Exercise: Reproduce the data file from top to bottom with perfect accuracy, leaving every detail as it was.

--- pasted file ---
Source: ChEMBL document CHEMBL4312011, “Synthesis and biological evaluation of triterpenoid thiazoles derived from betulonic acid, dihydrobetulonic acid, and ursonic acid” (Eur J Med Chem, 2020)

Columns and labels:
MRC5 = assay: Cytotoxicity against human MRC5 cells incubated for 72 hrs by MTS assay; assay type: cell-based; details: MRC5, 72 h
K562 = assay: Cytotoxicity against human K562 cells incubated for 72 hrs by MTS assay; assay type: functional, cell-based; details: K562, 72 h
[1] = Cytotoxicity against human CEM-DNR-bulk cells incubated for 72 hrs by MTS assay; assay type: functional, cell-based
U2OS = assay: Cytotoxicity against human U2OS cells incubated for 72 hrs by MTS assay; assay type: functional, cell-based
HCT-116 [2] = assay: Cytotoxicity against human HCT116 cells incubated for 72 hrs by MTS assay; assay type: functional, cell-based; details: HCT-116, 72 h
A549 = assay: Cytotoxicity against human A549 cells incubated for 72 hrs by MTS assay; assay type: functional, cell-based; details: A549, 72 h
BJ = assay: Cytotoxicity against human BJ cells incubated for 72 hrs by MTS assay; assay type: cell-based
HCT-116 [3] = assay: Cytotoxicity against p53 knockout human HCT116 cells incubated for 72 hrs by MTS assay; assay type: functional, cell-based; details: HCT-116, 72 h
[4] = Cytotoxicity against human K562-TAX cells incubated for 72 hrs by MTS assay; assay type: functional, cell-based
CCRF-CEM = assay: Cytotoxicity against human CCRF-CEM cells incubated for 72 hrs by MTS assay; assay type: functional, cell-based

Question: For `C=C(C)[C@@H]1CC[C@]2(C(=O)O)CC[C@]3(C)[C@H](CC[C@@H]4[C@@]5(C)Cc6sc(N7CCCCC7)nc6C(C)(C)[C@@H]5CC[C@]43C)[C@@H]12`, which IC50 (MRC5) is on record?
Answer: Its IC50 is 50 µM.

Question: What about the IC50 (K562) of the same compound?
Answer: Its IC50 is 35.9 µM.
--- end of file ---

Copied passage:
Source: ChEMBL document CHEMBL4312011, “Synthesis and biological evaluation of triterpenoid thiazoles derived from betulonic acid, dihydrobetulonic acid, and ursonic acid” (Eur J Med Chem, 2020)

Columns and labels:
MRC5 = assay: Cytotoxicity against human MRC5 cells incubated for 72 hrs by MTS assay; assay type: cell-based; details: MRC5, 72 h
K562 = assay: Cytotoxicity against human K562 cells incubated for 72 hrs by MTS assay; assay type: functional, cell-based; details: K562, 72 h
[1] = Cytotoxicity against human CEM-DNR-bulk cells incubated for 72 hrs by MTS assay; assay type: functional, cell-based
U2OS = assay: Cytotoxicity against human U2OS cells incubated for 72 hrs by MTS assay; assay type: functional, cell-based
HCT-116 [2] = assay: Cytotoxicity against human HCT116 cells incubated for 72 hrs by MTS assay; assay type: functional, cell-based; details: HCT-116, 72 h
A549 = assay: Cytotoxicity against human A549 cells incubated for 72 hrs by MTS assay; assay type: functional, cell-based; details: A549, 72 h
BJ = assay: Cytotoxicity against human BJ cells incubated for 72 hrs by MTS assay; assay type: cell-based
HCT-116 [3] = assay: Cytotoxicity against p53 knockout human HCT116 cells incubated for 72 hrs by MTS assay; assay type: functional, cell-based; details: HCT-116, 72 h
[4] = Cytotoxicity against human K562-TAX cells incubated for 72 hrs by MTS assay; assay type: functional, cell-based
CCRF-CEM = assay: Cytotoxicity against human CCRF-CEM cells incubated for 72 hrs by MTS assay; assay type: functional, cell-based

Question: For `C=C(C)[C@@H]1CC[C@]2(C(=O)O)CC[C@]3(C)[C@H](CC[C@@H]4[C@@]5(C)Cc6sc(N7CCCCC7)nc6C(C)(C)[C@@H]5CC[C@]43C)[C@@H]12`, which IC50 (MRC5) is on record?
Answer: Its IC50 is 50 µM.

Question: What about the IC50 (K562) of the same compound?
Answer: Its IC50 is 35.9 µM.